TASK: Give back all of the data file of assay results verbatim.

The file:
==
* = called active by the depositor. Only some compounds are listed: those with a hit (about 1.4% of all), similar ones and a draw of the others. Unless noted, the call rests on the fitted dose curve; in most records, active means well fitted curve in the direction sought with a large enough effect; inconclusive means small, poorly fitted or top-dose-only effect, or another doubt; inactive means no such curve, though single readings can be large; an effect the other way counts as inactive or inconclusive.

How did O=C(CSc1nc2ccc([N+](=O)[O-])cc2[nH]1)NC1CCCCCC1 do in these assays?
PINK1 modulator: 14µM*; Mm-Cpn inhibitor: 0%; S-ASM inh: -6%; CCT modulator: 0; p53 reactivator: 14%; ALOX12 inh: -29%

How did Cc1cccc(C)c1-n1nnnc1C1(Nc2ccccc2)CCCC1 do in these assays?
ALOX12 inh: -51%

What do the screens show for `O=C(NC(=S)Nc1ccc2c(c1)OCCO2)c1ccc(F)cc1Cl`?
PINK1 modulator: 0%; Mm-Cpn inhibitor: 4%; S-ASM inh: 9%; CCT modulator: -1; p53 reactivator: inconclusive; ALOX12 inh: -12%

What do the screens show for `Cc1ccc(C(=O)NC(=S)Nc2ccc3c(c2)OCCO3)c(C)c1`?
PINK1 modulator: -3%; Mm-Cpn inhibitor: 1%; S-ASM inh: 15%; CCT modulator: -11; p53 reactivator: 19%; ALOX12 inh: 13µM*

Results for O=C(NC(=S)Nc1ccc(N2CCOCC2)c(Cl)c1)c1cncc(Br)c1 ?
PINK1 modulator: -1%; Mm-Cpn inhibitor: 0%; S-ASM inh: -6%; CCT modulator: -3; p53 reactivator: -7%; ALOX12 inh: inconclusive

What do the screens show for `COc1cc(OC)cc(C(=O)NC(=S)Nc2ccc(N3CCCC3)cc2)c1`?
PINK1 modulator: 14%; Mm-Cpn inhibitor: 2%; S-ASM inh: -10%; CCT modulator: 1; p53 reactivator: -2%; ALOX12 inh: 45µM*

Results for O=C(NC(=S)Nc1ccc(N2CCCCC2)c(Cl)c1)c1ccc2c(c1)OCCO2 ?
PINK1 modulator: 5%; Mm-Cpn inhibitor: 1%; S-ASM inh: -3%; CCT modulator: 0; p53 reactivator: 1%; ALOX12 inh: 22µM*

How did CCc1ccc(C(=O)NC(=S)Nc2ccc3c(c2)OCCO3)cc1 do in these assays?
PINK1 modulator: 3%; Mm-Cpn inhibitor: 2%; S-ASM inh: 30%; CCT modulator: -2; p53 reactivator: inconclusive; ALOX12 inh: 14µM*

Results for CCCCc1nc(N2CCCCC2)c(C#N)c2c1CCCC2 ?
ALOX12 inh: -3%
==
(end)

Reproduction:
* = called active by the depositor. Only some compounds are listed: those with a hit (about 1.4% of all), similar ones and a draw of the others. Unless noted, the call rests on the fitted dose curve; in most records, active means well fitted curve in the direction sought with a large enough effect; inconclusive means small, poorly fitted or top-dose-only effect, or another doubt; inactive means no such curve, though single readings can be large; an effect the other way counts as inactive or inconclusive.

How did O=C(CSc1nc2ccc([N+](=O)[O-])cc2[nH]1)NC1CCCCCC1 do in these assays?
PINK1 modulator: 14µM*; Mm-Cpn inhibitor: 0%; S-ASM inh: -6%; CCT modulator: 0; p53 reactivator: 14%; ALOX12 inh: -29%

How did Cc1cccc(C)c1-n1nnnc1C1(Nc2ccccc2)CCCC1 do in these assays?
ALOX12 inh: -51%

What do the screens show for `O=C(NC(=S)Nc1ccc2c(c1)OCCO2)c1ccc(F)cc1Cl`?
PINK1 modulator: 0%; Mm-Cpn inhibitor: 4%; S-ASM inh: 9%; CCT modulator: -1; p53 reactivator: inconclusive; ALOX12 inh: -12%

What do the screens show for `Cc1ccc(C(=O)NC(=S)Nc2ccc3c(c2)OCCO3)c(C)c1`?
PINK1 modulator: -3%; Mm-Cpn inhibitor: 1%; S-ASM inh: 15%; CCT modulator: -11; p53 reactivator: 19%; ALOX12 inh: 13µM*

Results for O=C(NC(=S)Nc1ccc(N2CCOCC2)c(Cl)c1)c1cncc(Br)c1 ?
PINK1 modulator: -1%; Mm-Cpn inhibitor: 0%; S-ASM inh: -6%; CCT modulator: -3; p53 reactivator: -7%; ALOX12 inh: inconclusive

What do the screens show for `COc1cc(OC)cc(C(=O)NC(=S)Nc2ccc(N3CCCC3)cc2)c1`?
PINK1 modulator: 14%; Mm-Cpn inhibitor: 2%; S-ASM inh: -10%; CCT modulator: 1; p53 reactivator: -2%; ALOX12 inh: 45µM*

Results for O=C(NC(=S)Nc1ccc(N2CCCCC2)c(Cl)c1)c1ccc2c(c1)OCCO2 ?
PINK1 modulator: 5%; Mm-Cpn inhibitor: 1%; S-ASM inh: -3%; CCT modulator: 0; p53 reactivator: 1%; ALOX12 inh: 22µM*

How did CCc1ccc(C(=O)NC(=S)Nc2ccc3c(c2)OCCO3)cc1 do in these assays?
PINK1 modulator: 3%; Mm-Cpn inhibitor: 2%; S-ASM inh: 30%; CCT modulator: -2; p53 reactivator: inconclusive; ALOX12 inh: 14µM*

Results for CCCCc1nc(N2CCCCC2)c(C#N)c2c1CCCC2 ?
ALOX12 inh: -3%